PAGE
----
June 2018

June 2018

Monday 4th June 2018

I'm late again, but this time I have an excuse I'd just as soon not have.

A little over two weeks ago I woke up to the news that my brother Dave, two years younger than me and my nearest sibling, had died suddenly in his home. It was a chronic heart condition that took him, despite his belief—and recent assurances to his family—that all was reasonably well with his health. My husband Roy and I journeyed from London to Boston that same day—two years to the day we had made the trip in reverse, travelling from Boston to London to be in the UK in time for the funeral of my husband Roy's mother.

Two things happened while I was back in Portland, Maine, attending to my brother's funeral and his estate.

I realized (once again) how little 'stuff' matters. Dave, unmarried and with no children, filled his house with lots and lots of stuff—so much stuff that he hadn't unpacked the items he took when we broke up my mother's house four years previous. All Dave's stuff has been disbursed—what could go to charity was donated, the rest went in a dumpster. The old adage "you can't take it with you" was never truer than in Dave's case. I thought we had cleared out a lot of 'stuff' when we made the big move from Maine to England. But as I look around the room in which I'm sitting, I know I've got a lot more downsizing to do—and I know when I'm done I'll feel good about it.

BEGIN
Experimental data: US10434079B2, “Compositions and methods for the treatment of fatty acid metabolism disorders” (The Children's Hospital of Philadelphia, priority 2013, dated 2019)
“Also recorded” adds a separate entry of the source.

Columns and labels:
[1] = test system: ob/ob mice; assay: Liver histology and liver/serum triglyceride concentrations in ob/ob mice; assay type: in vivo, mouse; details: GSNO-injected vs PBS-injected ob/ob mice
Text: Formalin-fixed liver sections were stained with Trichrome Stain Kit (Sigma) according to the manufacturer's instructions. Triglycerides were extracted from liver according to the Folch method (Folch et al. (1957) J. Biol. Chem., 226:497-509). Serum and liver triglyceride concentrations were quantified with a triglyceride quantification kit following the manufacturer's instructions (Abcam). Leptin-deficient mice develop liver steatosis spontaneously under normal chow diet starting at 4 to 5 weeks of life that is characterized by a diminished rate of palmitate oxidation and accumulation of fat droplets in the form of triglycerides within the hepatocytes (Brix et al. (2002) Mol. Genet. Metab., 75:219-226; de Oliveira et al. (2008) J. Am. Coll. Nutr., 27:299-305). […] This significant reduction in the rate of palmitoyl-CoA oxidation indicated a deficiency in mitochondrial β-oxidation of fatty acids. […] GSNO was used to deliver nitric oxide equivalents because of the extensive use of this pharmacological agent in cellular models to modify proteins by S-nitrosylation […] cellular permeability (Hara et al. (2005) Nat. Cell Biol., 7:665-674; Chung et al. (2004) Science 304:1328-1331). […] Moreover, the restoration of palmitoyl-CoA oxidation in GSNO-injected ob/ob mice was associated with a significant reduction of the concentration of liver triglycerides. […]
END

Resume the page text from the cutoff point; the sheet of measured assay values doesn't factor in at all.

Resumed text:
I also realized (yet again) how really short and unpredictable life is. Dave was only 64; he was someone who was always a rock to his four siblings, including his twin. He deeply loved his family, and all the way through his middle years was strong and gregarious; a grizzly bear sometimes, but usually a teddy bear. Dave loved to travel, and at least a dozen years ago he began to make big plans to go travelling with his twin in an RV. I cannot tell you how many RV brochures and travel magazines we found in his home. Roy and I are now taking a serious stock of our lives. We are both retired. We've laid our parents to rest. Now is the time for us. What do we want to do with the time we have left? Where do we want to live? What is important to us? These questions cannot be answered overnight, but at least we've begun the discussion.

It seems unreal that Dave is no longer with us. More than once after recounting one of Dave's adventures (or youngster acts of mischief) I was told I should put these into a book. So if you ever read a passage in one of my books that talks about youngsters dragging furniture out from a nearby dump and setting up a complete living-room in the middle of a country road (complete with lamps on tables and area rug) you will know I'm borrowing from one of the many tales of brother Dave.

Photo is the last one taken of the five of us, at our former home in Buxton, Maine in the summer of 2015. Dave is in the red shirt. I'm in a yellow jacket.